This is something that has been on my radar ever since I came across a rather spirited (no pun intended) conversation about it in a worship leaders group on Linked In. To be honest I’ve avoided writing about the subject because I really couldn’t wrap my mind around the whole notion. I’m speaking of the rather “secret” debate going on among certain social circles, networks and blogs that suggests that praise and worship music “manipulates” audiences by creating atmospheres that encourage a strong emotional response.
I confess, I was absolutely blown away the first time I read about this. I had no idea. There are so many angles, philosophies and positions on this subject that I could write endlessly and aimlessly in circles if I tried to touch on them all. But some of the most jaw-dropping things I came across as I started doing a little more research on the subject were things like the following;
1. Many people apparently believe that musicians deliberately choose certain chord changes and progressions specifically to manipulate the audience emotionally. Other musical changes like swells in volume at certain points are seen by some to be designed to encourage a certain emotional response that is “artificial” and not real worship.
2. Worship music as a whole is being seen as “emotionally manipulative” by a growing number of people.
Let me say right off the bat that there are some valid concerns that all of us who work in music ministry should take note of. We must at all times be sure that it is God we are worshiping and NOT the music. We must be able to separate a real worship experience where you are having an encounter with the presence of God’s holy spirit, vs. something that is not much more than an “emotional high”. So I do get the concern that fuels this debate.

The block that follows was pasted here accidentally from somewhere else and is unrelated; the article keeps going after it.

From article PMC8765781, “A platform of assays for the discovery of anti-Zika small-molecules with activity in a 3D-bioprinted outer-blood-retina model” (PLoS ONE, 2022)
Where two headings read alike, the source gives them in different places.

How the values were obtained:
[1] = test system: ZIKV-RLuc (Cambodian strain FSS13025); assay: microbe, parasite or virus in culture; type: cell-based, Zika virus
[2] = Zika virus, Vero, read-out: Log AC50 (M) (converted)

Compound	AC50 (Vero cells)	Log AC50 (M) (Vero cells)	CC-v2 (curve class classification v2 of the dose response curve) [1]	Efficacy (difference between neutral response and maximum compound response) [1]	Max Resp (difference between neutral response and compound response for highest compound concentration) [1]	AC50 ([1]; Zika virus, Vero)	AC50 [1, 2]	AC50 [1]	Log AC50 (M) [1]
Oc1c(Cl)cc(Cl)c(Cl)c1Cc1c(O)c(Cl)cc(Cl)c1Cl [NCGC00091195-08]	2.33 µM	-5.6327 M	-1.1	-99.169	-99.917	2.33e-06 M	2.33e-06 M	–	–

But the problem I’m having with the whole issue is that there seems to be this belief that any kind of musical stimulation that enhances or encourages an emotional response is a bad thing and should somehow be seen as manipulation. The more you read about it the more hopelessly convoluted the whole thing becomes. For example, there are those who argue that worship songs with beautiful chord changes and progressions create this atmosphere that manipulates the audience’s emotions.
Yet there are others who argue that it’s those simple, repetitive songs that are the worst. They “hypnotize” you, or put you in some kind of trance that makes you think you’re having a spiritual experience when you really aren’t; at least that’s the argument.
Then there are those that constantly scrutinize the lyrics themselves. Apparently for many people a worship song should lyrically describe their entire theological doctrine to be authentic. Simple songs that repeat a certain phrase like “Jesus Saves” are not theologically sound because they don’t also describe in detail “how” He does it. I hope you see what I’m getting at here.
It all goes on and on, but I guess the biggest problem I have with all of it is the notion that true, pure, authentic, transparent worship only happens when there is no external stimulation whatsoever. I have a problem with that for several reasons. My biggest one though, is that I believe with everything that is in me that God gave us music specifically for that purpose. The bible is full of scriptures encouraging us to use music in our praises to Him.I believe He gave us music specifically because it DOES help us get into His presence.